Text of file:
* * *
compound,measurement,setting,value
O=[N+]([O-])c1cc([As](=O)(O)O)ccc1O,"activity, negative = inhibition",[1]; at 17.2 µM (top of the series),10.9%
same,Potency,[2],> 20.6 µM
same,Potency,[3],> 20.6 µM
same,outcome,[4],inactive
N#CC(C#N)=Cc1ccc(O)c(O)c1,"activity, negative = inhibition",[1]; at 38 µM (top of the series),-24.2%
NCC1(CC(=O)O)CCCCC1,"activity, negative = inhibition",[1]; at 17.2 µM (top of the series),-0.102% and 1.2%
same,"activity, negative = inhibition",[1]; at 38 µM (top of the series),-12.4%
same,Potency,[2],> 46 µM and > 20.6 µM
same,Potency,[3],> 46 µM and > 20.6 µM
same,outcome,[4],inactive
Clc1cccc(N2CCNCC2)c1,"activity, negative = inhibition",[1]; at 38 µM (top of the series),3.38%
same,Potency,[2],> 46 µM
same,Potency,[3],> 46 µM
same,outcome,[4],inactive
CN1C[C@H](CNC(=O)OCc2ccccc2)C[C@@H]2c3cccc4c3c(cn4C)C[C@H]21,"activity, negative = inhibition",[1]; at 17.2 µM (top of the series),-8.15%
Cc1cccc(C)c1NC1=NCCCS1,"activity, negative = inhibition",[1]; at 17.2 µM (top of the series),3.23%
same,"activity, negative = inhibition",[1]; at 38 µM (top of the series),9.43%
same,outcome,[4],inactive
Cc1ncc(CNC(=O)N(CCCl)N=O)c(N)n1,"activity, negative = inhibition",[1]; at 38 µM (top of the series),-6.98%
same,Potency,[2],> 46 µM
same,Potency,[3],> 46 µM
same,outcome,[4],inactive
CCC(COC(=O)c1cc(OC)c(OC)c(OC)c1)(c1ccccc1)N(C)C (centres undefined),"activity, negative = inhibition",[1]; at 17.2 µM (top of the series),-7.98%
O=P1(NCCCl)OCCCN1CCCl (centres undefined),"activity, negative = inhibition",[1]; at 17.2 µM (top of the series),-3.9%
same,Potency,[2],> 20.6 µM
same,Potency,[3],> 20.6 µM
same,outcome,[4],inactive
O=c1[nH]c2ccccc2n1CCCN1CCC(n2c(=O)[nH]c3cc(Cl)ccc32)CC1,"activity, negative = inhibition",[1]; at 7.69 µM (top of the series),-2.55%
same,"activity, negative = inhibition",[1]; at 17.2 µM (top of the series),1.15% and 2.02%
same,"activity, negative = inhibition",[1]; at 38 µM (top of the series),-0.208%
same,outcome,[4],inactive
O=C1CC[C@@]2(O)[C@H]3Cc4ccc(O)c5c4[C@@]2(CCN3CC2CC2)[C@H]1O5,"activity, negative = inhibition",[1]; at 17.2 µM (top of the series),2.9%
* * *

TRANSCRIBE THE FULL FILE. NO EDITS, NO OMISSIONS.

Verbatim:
compound,measurement,setting,value
O=[N+]([O-])c1cc([As](=O)(O)O)ccc1O,"activity, negative = inhibition",[1]; at 17.2 µM (top of the series),10.9%
same,Potency,[2],> 20.6 µM
same,Potency,[3],> 20.6 µM
same,outcome,[4],inactive
N#CC(C#N)=Cc1ccc(O)c(O)c1,"activity, negative = inhibition",[1]; at 38 µM (top of the series),-24.2%
NCC1(CC(=O)O)CCCCC1,"activity, negative = inhibition",[1]; at 17.2 µM (top of the series),-0.102% and 1.2%
same,"activity, negative = inhibition",[1]; at 38 µM (top of the series),-12.4%
same,Potency,[2],> 46 µM and > 20.6 µM
same,Potency,[3],> 46 µM and > 20.6 µM
same,outcome,[4],inactive
Clc1cccc(N2CCNCC2)c1,"activity, negative = inhibition",[1]; at 38 µM (top of the series),3.38%
same,Potency,[2],> 46 µM
same,Potency,[3],> 46 µM
same,outcome,[4],inactive
CN1C[C@H](CNC(=O)OCc2ccccc2)C[C@@H]2c3cccc4c3c(cn4C)C[C@H]21,"activity, negative = inhibition",[1]; at 17.2 µM (top of the series),-8.15%
Cc1cccc(C)c1NC1=NCCCS1,"activity, negative = inhibition",[1]; at 17.2 µM (top of the series),3.23%
same,"activity, negative = inhibition",[1]; at 38 µM (top of the series),9.43%
same,outcome,[4],inactive
Cc1ncc(CNC(=O)N(CCCl)N=O)c(N)n1,"activity, negative = inhibition",[1]; at 38 µM (top of the series),-6.98%
same,Potency,[2],> 46 µM
same,Potency,[3],> 46 µM
same,outcome,[4],inactive
CCC(COC(=O)c1cc(OC)c(OC)c(OC)c1)(c1ccccc1)N(C)C (centres undefined),"activity, negative = inhibition",[1]; at 17.2 µM (top of the series),-7.98%
O=P1(NCCCl)OCCCN1CCCl (centres undefined),"activity, negative = inhibition",[1]; at 17.2 µM (top of the series),-3.9%
same,Potency,[2],> 20.6 µM
same,Potency,[3],> 20.6 µM
same,outcome,[4],inactive
O=c1[nH]c2ccccc2n1CCCN1CCC(n2c(=O)[nH]c3cc(Cl)ccc32)CC1,"activity, negative = inhibition",[1]; at 7.69 µM (top of the series),-2.55%
same,"activity, negative = inhibition",[1]; at 17.2 µM (top of the series),1.15% and 2.02%
same,"activity, negative = inhibition",[1]; at 38 µM (top of the series),-0.208%
same,outcome,[4],inactive
O=C1CC[C@@]2(O)[C@H]3Cc4ccc(O)c5c4[C@@]2(CCN3CC2CC2)[C@H]1O5,"activity, negative = inhibition",[1]; at 17.2 µM (top of the series),2.9%